For the retail industry, the pandemic will be remembered as the great accelerant. It not only changed consumer behaviour, but it also accelerated the shift to digital in unprecedented ways. But what does this mean for the future of retail?
Many of the recent shifts in South African consumer behaviour are indicative of permanence. This makes it critical for retailers to provide a more helpful experience for consumers, enabling them to shop the way they prefer.
Discover the four key shifts in South African retail that have taken root and are set to define the future.
1. The first step on the consumer journey is a curious search
Search plays an integral role in the way people navigate the consumer journey and the changing world around them too. Product research was already shifting online before the pandemic and this remains consistent. Seventy-six percent of shoppers engaged in online research across verticals, compared with 78% in 2020 and 77% in 2019.1
And for some categories this accelerated during the pandemic. For example, more people relied on online Search for home improvements as they were spending a lot more time at home. In 2020, 74% of shoppers used a search engine for their research in the home and garden category (up from 66% in 2019), which grew to 86% in 2021.2
The things people search for, and how this changes over time, can be a real indicator for shifting consumer needs when interpreted conscientiously.
Assess the product, channel, and demand strategies you use to connect with consumers across all relevant touchpoints. You can do this by:
- Re-imagining a variety of scenarios in customer touchpoints
- Identifying marketing strategies that are needed across them
- Testing those strategies
2. Mobile is not only here to stay — it’s becoming more influential
The mobile experience has evolved to become indispensable to the consumer journey over the past decade — and even more so during the pandemic. In South Africa, mobile research increased across verticals, with 77% of shoppers using mobile search in 2021, compared with 66% in 2019.3
Shopping through mobile has also become more popular. Mobile food and groceries purchases rose from 49% in 2019 to 71% in 2021,4 while beauty purchases went up from 57% to 66%.5 These increases can be attributed, in large part, to on-demand apps servicing these sectors.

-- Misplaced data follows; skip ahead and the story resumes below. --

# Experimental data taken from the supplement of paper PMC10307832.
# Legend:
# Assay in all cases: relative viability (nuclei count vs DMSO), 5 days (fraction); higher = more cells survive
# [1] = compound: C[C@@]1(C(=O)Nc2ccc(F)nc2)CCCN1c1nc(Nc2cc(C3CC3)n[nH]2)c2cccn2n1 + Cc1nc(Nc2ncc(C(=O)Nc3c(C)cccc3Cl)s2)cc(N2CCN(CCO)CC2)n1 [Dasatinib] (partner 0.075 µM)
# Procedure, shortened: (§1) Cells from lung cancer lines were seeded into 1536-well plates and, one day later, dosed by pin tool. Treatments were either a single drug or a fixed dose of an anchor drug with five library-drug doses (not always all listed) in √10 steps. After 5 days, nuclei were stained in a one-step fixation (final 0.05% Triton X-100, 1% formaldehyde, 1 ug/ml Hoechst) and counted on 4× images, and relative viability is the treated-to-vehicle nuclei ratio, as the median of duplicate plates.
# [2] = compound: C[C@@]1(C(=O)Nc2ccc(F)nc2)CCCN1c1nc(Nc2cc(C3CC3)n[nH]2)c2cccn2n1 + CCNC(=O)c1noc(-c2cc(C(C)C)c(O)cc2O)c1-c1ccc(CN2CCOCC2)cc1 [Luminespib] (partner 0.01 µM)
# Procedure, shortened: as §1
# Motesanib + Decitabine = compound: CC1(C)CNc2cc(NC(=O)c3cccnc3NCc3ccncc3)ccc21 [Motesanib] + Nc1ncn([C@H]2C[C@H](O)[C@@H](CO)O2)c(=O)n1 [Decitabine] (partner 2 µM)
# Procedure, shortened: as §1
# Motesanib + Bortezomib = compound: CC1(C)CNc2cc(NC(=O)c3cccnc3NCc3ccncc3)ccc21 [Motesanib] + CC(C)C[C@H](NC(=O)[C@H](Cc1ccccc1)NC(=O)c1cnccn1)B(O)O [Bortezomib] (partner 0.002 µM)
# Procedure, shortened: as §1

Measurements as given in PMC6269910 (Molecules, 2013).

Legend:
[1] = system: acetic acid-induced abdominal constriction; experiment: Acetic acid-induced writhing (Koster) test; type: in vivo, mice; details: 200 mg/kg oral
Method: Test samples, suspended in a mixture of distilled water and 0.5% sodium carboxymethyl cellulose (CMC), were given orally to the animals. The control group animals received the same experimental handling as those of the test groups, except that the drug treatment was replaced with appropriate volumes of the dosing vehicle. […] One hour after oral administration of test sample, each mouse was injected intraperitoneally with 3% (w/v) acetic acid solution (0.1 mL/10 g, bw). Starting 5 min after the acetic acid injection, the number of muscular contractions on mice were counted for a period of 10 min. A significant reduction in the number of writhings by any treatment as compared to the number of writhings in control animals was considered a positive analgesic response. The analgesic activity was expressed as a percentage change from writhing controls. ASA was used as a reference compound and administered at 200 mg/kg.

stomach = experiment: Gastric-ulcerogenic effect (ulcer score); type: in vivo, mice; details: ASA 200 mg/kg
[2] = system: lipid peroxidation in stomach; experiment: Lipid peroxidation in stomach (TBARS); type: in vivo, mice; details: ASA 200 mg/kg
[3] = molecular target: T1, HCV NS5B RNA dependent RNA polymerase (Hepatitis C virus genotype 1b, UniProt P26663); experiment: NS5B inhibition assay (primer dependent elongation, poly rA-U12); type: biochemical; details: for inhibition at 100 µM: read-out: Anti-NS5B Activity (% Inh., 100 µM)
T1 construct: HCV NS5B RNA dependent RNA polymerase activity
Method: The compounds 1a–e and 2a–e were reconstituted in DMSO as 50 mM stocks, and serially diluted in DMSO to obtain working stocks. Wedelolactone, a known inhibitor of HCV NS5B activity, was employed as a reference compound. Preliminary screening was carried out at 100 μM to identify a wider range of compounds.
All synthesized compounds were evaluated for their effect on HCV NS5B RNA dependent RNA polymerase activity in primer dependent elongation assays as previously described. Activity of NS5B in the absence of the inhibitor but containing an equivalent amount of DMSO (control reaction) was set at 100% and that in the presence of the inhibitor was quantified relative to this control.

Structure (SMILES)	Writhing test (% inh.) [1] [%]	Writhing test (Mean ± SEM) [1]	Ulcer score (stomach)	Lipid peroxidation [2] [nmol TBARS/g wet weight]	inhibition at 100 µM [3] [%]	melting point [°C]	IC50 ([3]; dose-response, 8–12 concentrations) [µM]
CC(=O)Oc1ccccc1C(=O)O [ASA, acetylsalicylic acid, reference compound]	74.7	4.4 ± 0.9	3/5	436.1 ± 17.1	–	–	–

This growth isn’t just a passing phase either. According to projections by Statista, mobile consumer spending is expected to reach $270 billion by 2025 worldwide.
Optimise your mobile strategy for these shoppers in a few steps:
3. From discovery to purchase, consumers prefer to find brands online
Consumers need help, now more than ever, navigating choice complexity — and many of them are looking to be helped online. Equally, the preference to buy online is growing significantly.
Sixty-seven percent of South African shoppers say they bought significantly more online in 2021, up from 61% in 2020.6 Crucially, 87% believe they will continue to do so, up from 79% in 2020.7 Lockdown was a catalyst for online shopping in 2020, but shoppers intend on sticking with this even though options aren’t limited anymore.
Before COVID-19, e-commerce in South Africa experienced slow, steady growth. According to World Wide Worx, it accounted for 1.4% of retail in 2018. This doubled in 2020 and was estimated to reach 4% by the end of 2021. In some categories, we have seen e-commerce share as high as 15%.
But even when looking for something offline, South African consumers tend to start their journey online. In the consumer electronics space, for example, 49% of respondents first became aware of a product online in 2021. That’s significantly higher than the 27% who did so in 2019.8
Given the growth of online shopping and online discovery, the digital path to purchase and online share of voice are fundamental to retailers’ success. Mid-funnel marketing is often overlooked along that path.
Consider budgeting towards mid-funnel strategies like display and video. Then use first-party data to reach consumers’ in their specific purchasing phase.
4. Convenience is a major purchase driver
A major driver of online purchases for traditionally offline buys is convenience. This is true across all categories and was cited as a driver of online purchases by 89% of people surveyed in 2021, compared with 83% in 2020 and 86% in 2019.9
This is evident in the fact that multiple retail categories saw a significant switch in preference for online orders in 2021, following a growing trend from 2019. In food and groceries, for example, the growth from 2020 to 2021 was markedly larger than that from 2019 to 2020.10 Even as people could go back to stores, buying groceries online offered enough advantages to keep doing so.
Consider increasing convenience for consumers by optimising your online experience so they can buy without registering, see independent reviews, and receive goods quickly. Highlight convenience offerings such as click-and-collect or curbside pickup, and utilise Local Campaigns to showcase in-store offers.
The way for brands to stand out in 2022 — and beyond — is by being more intentional about translating consumer trends into marketing strategies. And by communicating these effectively, you can differentiate yourself in this path-to-purchase.